How should pension schemes be invested to improve chances of paying member benefits in full and on time?
This is the perennial question facing DB schemes as they mature and look to move into a position where they can pay benefits to members without being dependent on more contributions from the corporate sponsor.
This report looks at investment strategy choices pension funds have, by directly measuring their effect on the outcome a DB pension fund is aiming for. We do this by measuring the likelihood of meeting the benefits promised to members in full and on time, and then optimising the strategy to improve that outcome.
This paper provides a number of key insights, and two main conclusions.
1. In order to determine how likely it is to meet member promises there is merit in adding a new lens to track the probability of paying pensions due.
2. We then examined the impact of investing in contractual assets and have proven their value in improving the probability of paying pensions.
The position however varies depending on the funding level of your particular fund. We have looked at what funding levels benefit from pulling specific investment and risk management levers.
Nothing seems to polarise opinion in investment circles more than the level and future direction of interest rates. This is problematic, as moves in long-dated rates have been the main driver of Defined Benefit pension fund financial health over the last decade.
DB pension schemes that hedged their interest rate risks before the summer of 2016 will have had the pain of recent falls in interest rates partly or fully mitigated. But many schemes have not – with long-dated gilt rates now below 2%p.a. have these schemes now missed the boat? Is it too late to hedge? In this piece we take a balanced look at the arguments for and against interest rate hedging at these levels and provide a framework to help all stakeholders move discussions forward.
Certain investors have a primary focus on ‘hunting alpha’. Their aim is to invest for long term asset growth through a focus on high investment returns (and not on liabilities). This has historically lead to equity-heavy portfolios, often actively managed. Over recent years and decades these portfolios have generally done well. However, generating equivalent levels of return from here may be more challenging. Is it possible to go after these kinds of returns without relying on equities, and the skills of equity managers, alone? In this piece we will show how equities can sit alongside other forms of high-returning investments. In particular, how you can combine illiquid and credit-focused asset classes. These combinations create diversified high-returning portfolios. Portfolios which aren’t solely dependent on equities for their returns.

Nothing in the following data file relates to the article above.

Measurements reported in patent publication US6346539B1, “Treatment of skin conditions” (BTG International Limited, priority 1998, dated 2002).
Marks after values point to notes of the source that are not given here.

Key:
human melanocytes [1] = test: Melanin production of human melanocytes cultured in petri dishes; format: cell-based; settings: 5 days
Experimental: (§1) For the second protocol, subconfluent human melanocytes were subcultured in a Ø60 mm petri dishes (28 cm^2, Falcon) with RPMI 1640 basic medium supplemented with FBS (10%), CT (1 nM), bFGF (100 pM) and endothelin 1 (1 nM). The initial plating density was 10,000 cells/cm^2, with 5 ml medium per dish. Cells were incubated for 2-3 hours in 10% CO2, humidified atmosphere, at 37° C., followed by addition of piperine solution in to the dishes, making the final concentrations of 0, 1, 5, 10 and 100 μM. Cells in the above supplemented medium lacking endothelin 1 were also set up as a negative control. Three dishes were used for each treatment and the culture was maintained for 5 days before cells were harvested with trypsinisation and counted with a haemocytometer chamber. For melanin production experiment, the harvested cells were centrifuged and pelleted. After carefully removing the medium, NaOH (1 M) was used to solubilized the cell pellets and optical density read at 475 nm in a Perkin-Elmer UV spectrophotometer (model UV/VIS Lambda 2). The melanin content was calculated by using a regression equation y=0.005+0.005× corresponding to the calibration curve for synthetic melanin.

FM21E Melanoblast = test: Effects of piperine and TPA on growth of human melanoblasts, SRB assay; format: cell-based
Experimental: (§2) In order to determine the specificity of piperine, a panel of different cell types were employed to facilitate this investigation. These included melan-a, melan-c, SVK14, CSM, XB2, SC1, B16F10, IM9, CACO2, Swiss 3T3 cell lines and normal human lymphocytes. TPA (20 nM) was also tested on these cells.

In the future, pension schemes may have to hold more cash or liquid assets in their strategic asset allocation. The impact on return is a key consideration. With the right allocations, this can be done without unduly impacting return.
True intuitive expertise is learned from prolonged experience with good feedback on mistakes.
The complexity and challenge inherent in the role of today’s trustees makes the job hard, and very few decisions are straightforward.
Two of the key reasons for this are the complex framingof decisions, and the long-term timescale involved make it very hard to get meaningful feedbackon a given decision in a way that would allow corrective action to be taken or to “replay” decisions.
Trainee pilots spend many hours in a computer simulator before they reach the cockpit. By providing a safe environment for practicing and obtaining feedback, simulations can also help trustees become more informed, confident and effective decision-makers.
Derivatives can be powerful risk management tools for pension schemes, but the amount of assets that need to be held as collateral (to provide a buffer against adverse market movements) needs to be set carefully and monitored regularly as part of the scheme’s overall strategic asset allocation. The amount is likely to be between 26% and 40% of assets, depending on which stage the scheme is in.
Every pension scheme is unique. Each differs in its current position, where it is looking to go and also by the constraints it faces.
That said, there are commonalities which can help schemes understand where they are now and prepare for where they go next. Using the language of chess, we believe there are three distinct and progressive stages in which all schemes operate:
Investors are Paying for Equity Alpha, but are they getting it?
The landscape for equity investors (whether DB pension funds, DC schemes or individuals) has changed and evolved hugely in recent years. Much of what was previously considered “alpha” can now be explained by well documented factors and systematic approaches. True alpha still exists beyond this, but equity portfolios probably need fewer managers than has been historically the case.
Introducing Ampersand: The Latest Thinking, Tailored to Your Needs Hello! & welcome to the first release from Redington Ampersand Institute (R&i). We launched R&i at our Unconference in January 2016. The purpose was to bring a number of content … Continue reading Research This Quarter
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